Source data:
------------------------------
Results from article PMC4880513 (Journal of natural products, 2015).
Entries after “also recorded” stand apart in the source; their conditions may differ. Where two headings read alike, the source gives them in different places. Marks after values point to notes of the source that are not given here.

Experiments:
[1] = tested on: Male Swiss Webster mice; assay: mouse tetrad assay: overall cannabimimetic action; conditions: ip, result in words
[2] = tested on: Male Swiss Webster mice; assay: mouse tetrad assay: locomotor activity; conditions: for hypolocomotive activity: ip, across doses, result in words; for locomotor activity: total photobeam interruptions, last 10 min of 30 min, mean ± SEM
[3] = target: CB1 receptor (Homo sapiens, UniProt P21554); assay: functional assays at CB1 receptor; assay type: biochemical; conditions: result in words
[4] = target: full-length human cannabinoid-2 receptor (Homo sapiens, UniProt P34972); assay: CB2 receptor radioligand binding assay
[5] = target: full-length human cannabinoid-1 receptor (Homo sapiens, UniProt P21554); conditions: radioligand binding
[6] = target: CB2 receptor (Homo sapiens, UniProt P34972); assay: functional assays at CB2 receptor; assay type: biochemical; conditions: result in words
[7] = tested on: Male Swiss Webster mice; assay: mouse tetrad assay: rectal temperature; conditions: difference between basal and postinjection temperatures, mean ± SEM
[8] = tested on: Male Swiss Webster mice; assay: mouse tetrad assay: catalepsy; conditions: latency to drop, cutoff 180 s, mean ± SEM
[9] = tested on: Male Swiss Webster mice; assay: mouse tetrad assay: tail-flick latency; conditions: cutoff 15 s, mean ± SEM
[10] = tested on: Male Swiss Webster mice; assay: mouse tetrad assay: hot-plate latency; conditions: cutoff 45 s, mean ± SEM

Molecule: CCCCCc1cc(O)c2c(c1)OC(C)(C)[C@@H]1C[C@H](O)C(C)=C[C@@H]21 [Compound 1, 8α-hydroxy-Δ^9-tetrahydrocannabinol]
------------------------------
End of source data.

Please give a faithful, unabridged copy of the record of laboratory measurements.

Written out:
Results from article PMC4880513 (Journal of natural products, 2015).
Entries after “also recorded” stand apart in the source; their conditions may differ. Where two headings read alike, the source gives them in different places. Marks after values point to notes of the source that are not given here.

Experiments:
[1] = tested on: Male Swiss Webster mice; assay: mouse tetrad assay: overall cannabimimetic action; conditions: ip, result in words
[2] = tested on: Male Swiss Webster mice; assay: mouse tetrad assay: locomotor activity; conditions: for hypolocomotive activity: ip, across doses, result in words; for locomotor activity: total photobeam interruptions, last 10 min of 30 min, mean ± SEM
[3] = target: CB1 receptor (Homo sapiens, UniProt P21554); assay: functional assays at CB1 receptor; assay type: biochemical; conditions: result in words
[4] = target: full-length human cannabinoid-2 receptor (Homo sapiens, UniProt P34972); assay: CB2 receptor radioligand binding assay
[5] = target: full-length human cannabinoid-1 receptor (Homo sapiens, UniProt P21554); conditions: radioligand binding
[6] = target: CB2 receptor (Homo sapiens, UniProt P34972); assay: functional assays at CB2 receptor; assay type: biochemical; conditions: result in words
[7] = tested on: Male Swiss Webster mice; assay: mouse tetrad assay: rectal temperature; conditions: difference between basal and postinjection temperatures, mean ± SEM
[8] = tested on: Male Swiss Webster mice; assay: mouse tetrad assay: catalepsy; conditions: latency to drop, cutoff 180 s, mean ± SEM
[9] = tested on: Male Swiss Webster mice; assay: mouse tetrad assay: tail-flick latency; conditions: cutoff 15 s, mean ± SEM
[10] = tested on: Male Swiss Webster mice; assay: mouse tetrad assay: hot-plate latency; conditions: cutoff 45 s, mean ± SEM

Molecule: CCCCCc1cc(O)c2c(c1)OC(C)(C)[C@@H]1C[C@H](O)C(C)=C[C@@H]21 [Compound 1, 8α-hydroxy-Δ^9-tetrahydrocannabinol]